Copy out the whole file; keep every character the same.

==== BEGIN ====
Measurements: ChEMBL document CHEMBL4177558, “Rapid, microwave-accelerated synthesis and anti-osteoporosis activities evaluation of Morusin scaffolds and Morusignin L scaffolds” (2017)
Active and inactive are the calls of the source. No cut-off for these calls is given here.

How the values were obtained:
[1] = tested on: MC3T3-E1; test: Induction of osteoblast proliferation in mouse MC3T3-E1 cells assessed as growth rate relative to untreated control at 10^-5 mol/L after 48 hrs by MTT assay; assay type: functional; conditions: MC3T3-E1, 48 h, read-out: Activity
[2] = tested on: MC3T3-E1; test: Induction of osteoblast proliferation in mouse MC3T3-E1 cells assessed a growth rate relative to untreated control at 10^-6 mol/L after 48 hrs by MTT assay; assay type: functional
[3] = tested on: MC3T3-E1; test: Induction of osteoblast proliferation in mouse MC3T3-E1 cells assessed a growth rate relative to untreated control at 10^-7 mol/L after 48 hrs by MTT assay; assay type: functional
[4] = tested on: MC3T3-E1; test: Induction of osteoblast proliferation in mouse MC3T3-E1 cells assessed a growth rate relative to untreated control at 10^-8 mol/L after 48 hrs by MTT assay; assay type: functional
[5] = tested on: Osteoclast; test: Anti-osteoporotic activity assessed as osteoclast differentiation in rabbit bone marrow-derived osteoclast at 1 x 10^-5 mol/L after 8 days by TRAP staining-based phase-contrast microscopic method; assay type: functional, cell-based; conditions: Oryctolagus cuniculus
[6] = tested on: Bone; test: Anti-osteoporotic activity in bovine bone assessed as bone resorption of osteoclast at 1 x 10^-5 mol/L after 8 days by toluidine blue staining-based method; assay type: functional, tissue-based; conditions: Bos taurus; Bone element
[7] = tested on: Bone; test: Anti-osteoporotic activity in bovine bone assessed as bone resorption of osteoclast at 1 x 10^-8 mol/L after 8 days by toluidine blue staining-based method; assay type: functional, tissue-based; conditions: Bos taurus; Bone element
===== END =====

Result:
Measurements: ChEMBL document CHEMBL4177558, “Rapid, microwave-accelerated synthesis and anti-osteoporosis activities evaluation of Morusin scaffolds and Morusignin L scaffolds” (2017)
Active and inactive are the calls of the source. No cut-off for these calls is given here.

How the values were obtained:
[1] = tested on: MC3T3-E1; test: Induction of osteoblast proliferation in mouse MC3T3-E1 cells assessed as growth rate relative to untreated control at 10^-5 mol/L after 48 hrs by MTT assay; assay type: functional; conditions: MC3T3-E1, 48 h, read-out: Activity
[2] = tested on: MC3T3-E1; test: Induction of osteoblast proliferation in mouse MC3T3-E1 cells assessed a growth rate relative to untreated control at 10^-6 mol/L after 48 hrs by MTT assay; assay type: functional
[3] = tested on: MC3T3-E1; test: Induction of osteoblast proliferation in mouse MC3T3-E1 cells assessed a growth rate relative to untreated control at 10^-7 mol/L after 48 hrs by MTT assay; assay type: functional
[4] = tested on: MC3T3-E1; test: Induction of osteoblast proliferation in mouse MC3T3-E1 cells assessed a growth rate relative to untreated control at 10^-8 mol/L after 48 hrs by MTT assay; assay type: functional
[5] = tested on: Osteoclast; test: Anti-osteoporotic activity assessed as osteoclast differentiation in rabbit bone marrow-derived osteoclast at 1 x 10^-5 mol/L after 8 days by TRAP staining-based phase-contrast microscopic method; assay type: functional, cell-based; conditions: Oryctolagus cuniculus
[6] = tested on: Bone; test: Anti-osteoporotic activity in bovine bone assessed as bone resorption of osteoclast at 1 x 10^-5 mol/L after 8 days by toluidine blue staining-based method; assay type: functional, tissue-based; conditions: Bos taurus; Bone element
[7] = tested on: Bone; test: Anti-osteoporotic activity in bovine bone assessed as bone resorption of osteoclast at 1 x 10^-8 mol/L after 8 days by toluidine blue staining-based method; assay type: functional, tissue-based; conditions: Bos taurus; Bone element